The Personal is Political - and Also Poetic in Hernández's Deft Hands (Full disclosure: I received a free copy of this book for review through Library Thing's Early Reviewers program. Trigger warning for child abuse.) Journalism: A fancy word to say that I spent days with my hands in other people's stories, asking and telling, because nothing happens in isolation, especially when it has to do with language. Nothing is more vulnerable than the words in our mouths, because nothing has more power. ### The Personal is Political - and Also Poetic in Hernández's Deft Hands (Full disclosure: I received a free copy of this book for review through Library Thing's Early Reviewers program. Trigger warning for child abuse.) Journalism: A fancy word to say that I spent days with my hands in other people's stories, asking and telling, because nothing happens in isolation, especially when it has to do with language. Nothing is more vulnerable than the words in our mouths, because nothing has more power. ### It will take years to understand that writing makes everything else possible. Writing is how I learn to love my father and where I come from. Writing is how I leave him and also how I take him with me. ### It is a story as old as time, that we always find what we needed was right at home. But, therein is the riddle: a child has to leave to return. My mother had to. She says it often. She only appreciated her mother, only understood her mother, after she had left home. I had to leave, too. It was me, not my mother, who needed English, who needed the stories and feminist theories. Without them, I might never have come back to her. ### Daisy Hernández is the coeditor of Colonize This! Young Women of Color on Today's Feminism, and a former editor of ColorLines magazine. A queer (she identifies as bisexual), second-generation Latina (her mother and father immigrated from Colombia and Cuba, respectively), she speaks and writes about feminism, race, and the media. Her memoir, A Cup of Water Under My Bed, began way way in 2000, when she was hired to pen a regular column in Ms. Magazine at the tender age of twenty-five. A Cup of Water Under My Bed features eleven essays (which often have the feel of stories, so lyrical is Hernández's writing) organized not by chronology, but loosely by topic: assimilation and language; sexual identity; and work and money. Whether she's calling out the state of New Jersey for its switch to an automated telephone system to manage unemployment benefits in the '90s (ostensibly for the convenience of its recipients, but really to hide the scope of the problems created by NAFTA), or writing about her aunties' reactions to her romantic partners (rarely favorable, save for Alejandro - the trans man they all assumed was cisgender, on account of he was built like a linebacker), Hernández writes deftly and with both insight and wry humor. Normally I save the chapter-by-chapter summaries for collections of short stories - where each piece is an island of sorts, self-contained - but here it seems appropriate, almost inexplicably so. While the threads of each story bleed into the others, forming a whole that's even greater than the sum of its parts, each is lovely and stands defiantly on its own. ONE "Before Love, Memory" - Hernández writes of her early love/hate relationship with language; how mastering English proved both a source of pride for and alienation from her family. Becoming fluent in English - and eventually earning a living with her words - was both a culmination of her parents' dreams for her, and a rejection of them: "You betray your parents if you don't become like them [...] and you betray them if you do." Words are power, in more ways than one. "Stories She Tells Us" - As a child, Alicia told her daughters Daisy and Liliana stories: Tales of leaving her small village Ramiriquí for factory work in Bogotá, and later following a friend to New Jersey, where money supposedly grew on trees. As in Colombia, life in the U.S. involved labor in textile factories; grueling, tedious, uncertain - and sometimes unpaid. These were not tales of adventure, but woe; stories populated by monsters and best spun in the dark of night. "The Candy Dish" - While Hernández attended Catholic school and the family went to church every Sunday, her father Ygnacio never accompanied them. Only years later, after experiencing her own break with Catholicism, would Hernández understand why: her father practices Santeria, and the little "candy dish" that she'd raided as a child was actually a sacred clay pot. Hernández skillfully shows how her parents' differing approaches to religion are actually two sides of the same coin: her mother's saints and her father's orishas, the public and the private that developed as a response to slavery, as a means for enslaved people to survive and retain their culture. "A Cup of Water Under My Bed" - Wondering why her family and acquaintances were willing to hand their fates over to spiritualists and taro card readers (Hernández even consulted one after her move to San Francisco, to soothe her homesick heart), Hernández concludes that "they teach us to make the cage tolerable." Remembering a time in her childhood when her father beat her so badly with a belt that it left cuts all over her legs and brought police officers to their door, she recalls Juana, Ygnacio's santera, who arrived later and admonished the five-year-old for upsetting her father. The women her mother chooses are so very different from the women her father chooses. TWO "Even If I Kiss a Woman" - As a teenager, Hernández dated and eventually moved in with Julio, a coworker at McDonald's - and a Colombian, much to her mother's and aunts' horror; they all hope she'll end up with an (white) American. It isn't until college that she even considers that kissing another woman might be a viable option. When she finally comes out as bisexual to her family, the initial shock and disgust gradually gives way to a policy of "Don't Ask, Don't Tell" at home, thus creating more barriers between Hernández and her kin. For someone to whom language is paramount, Hernández writes, "the absence of language can feel like death," especially when it comes to sharing with "the first women I loved." "Queer Narratives" - Hernández begins with an anecdote about her experience teaching high school kids about the LGBTQ community - and the enormous pressure to get it right, since anything less could have dire consequences. Such as the murder of Gwen Amber Rose Araujo, a trans woman who was killed by four men, two of whom she'd been intimate with; several of the defendants later employed the "transpanic" defense. Gwen's story is interwoven with Hernández's own, including her experiences dating trans men. She feared for those who didn't easily pass, and reveled in the unfamiliar feeling of "normalcy" that dating those who were able to pass provided. (See: Alejandro, above.) "Qué India" - When Hernández started dating a woman, her Tía Dora stopped talking to her; the silence lasted seven years. (Ironically, it was broken when Hernández began dating Alejandro.) She uses this as a jumping-off point to explore her aunt's racism, particularly against Indians, even though she married one (from Peru) and may have been one herself. In Hernández's words, racism is "defined by contradictions." THREE "Only Ricos Have Credit" - On earning money, stealing money, and borrowing money. Hernández recounts her struggles with credit card debt and materialism. While her aunts blame it on her Americanism, Hernández traces this thirst for things back to an early childhood visit to Colombia, and the fear she felt when she encountered the street kids begging money for milk. "My Father's Hands" - Born in Cuba in 1932, Ygnacio fought against Castro and immigrated to the U.S. when the Havana embassy closed in 1961, swearing off oranges forever. As the economy shifts, he goes from factory work to odd handyman jobs to dishwashing and janitorial services. Hernández remembers the pressure put on a young kid to translate her parents' unemployment forms; one mistranslated word might cost them that week's check. When not working, Ygnacio could often be found in the basement, drinking; "He’s found a store on Bergenline Avenue where the price of beer seems to drop every time unemployment rises." Among the most beautiful and touching pieces in the book, Hernández struggles to understand her father and come to terms with their troubled (and abusive) relationship. "Blackout" - Embarking on what she thinks is her big break as an intern at The New York Times, Hernández is disillusioned by the overwhelming whiteness of the place. The racism is both overt - especially so in the wake of the Jayson Blair scandal, to which Hernández was a witness - and more subtle, such as in how certain stories were deemed newsworthy and the ways in which Hernández was steered in reporting on them. "Después" - Technically an afterward, but every bit as trenchant and self-aware as the ten preceding essays. Shortly after leaving the Times, Hernández lands a job at ColorLines - necessitating a move to San Francisco. Incidentally, the change of zip codes comes at the same time Gavin Newsome begins marrying gays and lesbians. Her mother and aunts refuse to visit her in this city of sin. Hernández's departure heralds the "unraveling" of her family, though not always for the worse: her parents relocate to Florida, where her mom takes an ESL course and starts her own alterations business, while dad returns to Cuba, in a sense. Tía Dora passes away, but the two are thankfully on speaking terms when it happens. When asked by a lover, "Why do you still talk to them?," she turns to President Obama's speech on the Reverend Wright for wisdom. "Some stitches cannot be undone." A Cup of Water Under My Bed represents Hernández's journey away from her family - literal, metaphorical, linguistic - and her return to it. Full circle, and with understanding, if not acceptance. A Cup of Water Under My Bed isn't just informative and challenging; it's also a damn engaging and entertaining read. Hernández channels the maxim "the personal is political" and imbues it with her own form of literary magic. Her words dance, storm, and sulk off the pages, demanding to be heard. I can't remember the last time I picked up a memoir that felt so much like a poem, a song, a piece of artwork. Her prose is a thing of beauty, an occasional Trojan horse for the harsh truths and bitter observations it encapsulates. I'm pretty certain that I subscribed to Ms. at about the same time Hernández was working there. I enjoyed her memoir enough that I'm actually considering pulling my old copies out of storage to see if I can find a few of her columns. If you could see how many boxes of books and magazines I've hoarded over the years, you would understand just how sincere a compliment this is. http://www.easyvegan.info/2015/10/09/...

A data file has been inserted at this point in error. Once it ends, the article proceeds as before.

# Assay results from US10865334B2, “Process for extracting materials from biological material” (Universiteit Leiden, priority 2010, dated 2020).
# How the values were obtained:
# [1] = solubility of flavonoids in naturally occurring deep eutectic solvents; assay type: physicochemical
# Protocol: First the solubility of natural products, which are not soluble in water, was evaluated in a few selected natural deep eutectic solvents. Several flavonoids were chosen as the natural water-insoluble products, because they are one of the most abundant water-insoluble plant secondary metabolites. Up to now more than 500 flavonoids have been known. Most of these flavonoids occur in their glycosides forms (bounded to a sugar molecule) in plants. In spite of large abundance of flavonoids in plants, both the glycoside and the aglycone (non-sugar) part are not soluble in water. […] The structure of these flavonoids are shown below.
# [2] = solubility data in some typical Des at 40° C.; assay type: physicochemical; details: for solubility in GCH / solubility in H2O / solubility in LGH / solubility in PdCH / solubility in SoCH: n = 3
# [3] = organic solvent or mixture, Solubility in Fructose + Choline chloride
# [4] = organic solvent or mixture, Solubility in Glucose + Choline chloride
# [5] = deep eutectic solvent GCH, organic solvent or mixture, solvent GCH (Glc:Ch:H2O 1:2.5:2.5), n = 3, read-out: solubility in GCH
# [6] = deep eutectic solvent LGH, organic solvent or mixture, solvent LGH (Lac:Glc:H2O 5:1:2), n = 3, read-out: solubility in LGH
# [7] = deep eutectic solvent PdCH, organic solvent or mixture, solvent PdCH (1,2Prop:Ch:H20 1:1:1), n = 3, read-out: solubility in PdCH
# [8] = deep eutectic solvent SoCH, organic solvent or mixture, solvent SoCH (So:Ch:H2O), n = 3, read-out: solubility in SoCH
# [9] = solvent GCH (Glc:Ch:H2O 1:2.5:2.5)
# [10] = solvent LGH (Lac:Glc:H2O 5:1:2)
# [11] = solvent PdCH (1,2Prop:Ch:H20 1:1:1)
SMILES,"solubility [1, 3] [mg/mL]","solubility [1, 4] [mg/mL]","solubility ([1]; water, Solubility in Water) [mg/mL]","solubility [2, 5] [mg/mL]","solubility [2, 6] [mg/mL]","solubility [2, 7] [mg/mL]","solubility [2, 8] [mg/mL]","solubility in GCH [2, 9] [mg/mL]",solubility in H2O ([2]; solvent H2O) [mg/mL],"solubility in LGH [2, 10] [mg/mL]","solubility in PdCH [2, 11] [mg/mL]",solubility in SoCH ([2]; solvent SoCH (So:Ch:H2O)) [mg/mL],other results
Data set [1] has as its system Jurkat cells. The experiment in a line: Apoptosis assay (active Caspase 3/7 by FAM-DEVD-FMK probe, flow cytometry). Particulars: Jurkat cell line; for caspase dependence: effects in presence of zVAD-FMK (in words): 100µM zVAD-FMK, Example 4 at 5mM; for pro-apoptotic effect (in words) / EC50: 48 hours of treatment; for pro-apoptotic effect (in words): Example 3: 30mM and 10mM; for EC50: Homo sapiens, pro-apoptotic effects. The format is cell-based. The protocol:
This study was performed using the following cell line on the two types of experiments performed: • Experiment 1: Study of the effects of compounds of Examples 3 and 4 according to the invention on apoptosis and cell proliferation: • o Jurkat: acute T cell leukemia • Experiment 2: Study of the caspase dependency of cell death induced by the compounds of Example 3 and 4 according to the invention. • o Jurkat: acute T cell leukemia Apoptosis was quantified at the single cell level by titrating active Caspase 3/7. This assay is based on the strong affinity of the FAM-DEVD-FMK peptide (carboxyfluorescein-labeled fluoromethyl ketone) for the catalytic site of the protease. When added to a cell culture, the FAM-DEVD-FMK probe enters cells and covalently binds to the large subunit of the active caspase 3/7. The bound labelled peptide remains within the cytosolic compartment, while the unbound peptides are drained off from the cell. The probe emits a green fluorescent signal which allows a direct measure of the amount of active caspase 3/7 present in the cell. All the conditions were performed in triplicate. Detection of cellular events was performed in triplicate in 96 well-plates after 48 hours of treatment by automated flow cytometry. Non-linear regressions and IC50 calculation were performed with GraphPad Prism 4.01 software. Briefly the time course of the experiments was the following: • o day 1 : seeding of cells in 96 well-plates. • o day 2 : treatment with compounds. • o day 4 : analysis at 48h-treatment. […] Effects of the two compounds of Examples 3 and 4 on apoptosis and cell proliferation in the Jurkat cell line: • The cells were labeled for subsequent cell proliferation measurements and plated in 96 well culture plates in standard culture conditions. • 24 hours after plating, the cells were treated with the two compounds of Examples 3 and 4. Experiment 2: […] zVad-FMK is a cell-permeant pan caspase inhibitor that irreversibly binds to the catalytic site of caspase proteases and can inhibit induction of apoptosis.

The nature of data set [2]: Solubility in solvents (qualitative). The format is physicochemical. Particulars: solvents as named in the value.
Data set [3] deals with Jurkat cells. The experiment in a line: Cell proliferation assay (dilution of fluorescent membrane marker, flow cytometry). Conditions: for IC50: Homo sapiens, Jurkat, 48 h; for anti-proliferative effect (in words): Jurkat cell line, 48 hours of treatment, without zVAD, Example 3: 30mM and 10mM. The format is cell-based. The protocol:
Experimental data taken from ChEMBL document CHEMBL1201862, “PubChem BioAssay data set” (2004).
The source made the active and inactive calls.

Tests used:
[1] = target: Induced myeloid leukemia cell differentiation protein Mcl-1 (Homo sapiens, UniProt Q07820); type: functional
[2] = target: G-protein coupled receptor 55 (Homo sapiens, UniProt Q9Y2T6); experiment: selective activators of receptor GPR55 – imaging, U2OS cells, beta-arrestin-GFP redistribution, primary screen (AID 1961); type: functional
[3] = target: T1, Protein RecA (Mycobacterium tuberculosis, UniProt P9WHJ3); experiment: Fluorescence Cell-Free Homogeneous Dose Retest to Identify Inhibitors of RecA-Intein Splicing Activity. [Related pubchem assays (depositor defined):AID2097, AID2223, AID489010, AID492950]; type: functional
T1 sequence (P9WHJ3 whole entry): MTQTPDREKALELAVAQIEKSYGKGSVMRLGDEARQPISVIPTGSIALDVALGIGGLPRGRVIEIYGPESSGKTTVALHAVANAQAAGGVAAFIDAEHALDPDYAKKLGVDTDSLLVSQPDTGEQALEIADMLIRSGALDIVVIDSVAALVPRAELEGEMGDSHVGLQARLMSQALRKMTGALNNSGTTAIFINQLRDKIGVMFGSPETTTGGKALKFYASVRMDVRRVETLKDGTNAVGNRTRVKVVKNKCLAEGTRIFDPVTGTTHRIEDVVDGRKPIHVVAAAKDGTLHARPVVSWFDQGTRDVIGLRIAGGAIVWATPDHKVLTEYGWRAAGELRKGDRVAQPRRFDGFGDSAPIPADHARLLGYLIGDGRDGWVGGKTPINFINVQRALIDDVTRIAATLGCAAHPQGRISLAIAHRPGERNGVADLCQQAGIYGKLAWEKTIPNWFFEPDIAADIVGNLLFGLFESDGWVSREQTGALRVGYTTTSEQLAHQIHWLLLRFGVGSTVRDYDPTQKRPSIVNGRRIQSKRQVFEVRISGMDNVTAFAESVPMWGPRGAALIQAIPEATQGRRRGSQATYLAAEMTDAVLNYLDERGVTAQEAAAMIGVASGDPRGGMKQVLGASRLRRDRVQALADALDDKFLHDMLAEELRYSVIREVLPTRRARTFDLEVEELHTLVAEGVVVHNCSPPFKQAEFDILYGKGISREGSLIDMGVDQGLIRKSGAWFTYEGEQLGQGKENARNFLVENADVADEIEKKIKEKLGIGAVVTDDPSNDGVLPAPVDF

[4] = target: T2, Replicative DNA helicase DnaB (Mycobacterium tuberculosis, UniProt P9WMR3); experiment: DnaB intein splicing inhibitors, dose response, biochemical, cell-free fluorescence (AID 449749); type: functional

30. 5 out of 5

    Jade

    I'm a huge fan of Daisy Hernandez, so I am not surprised that this was such a great read.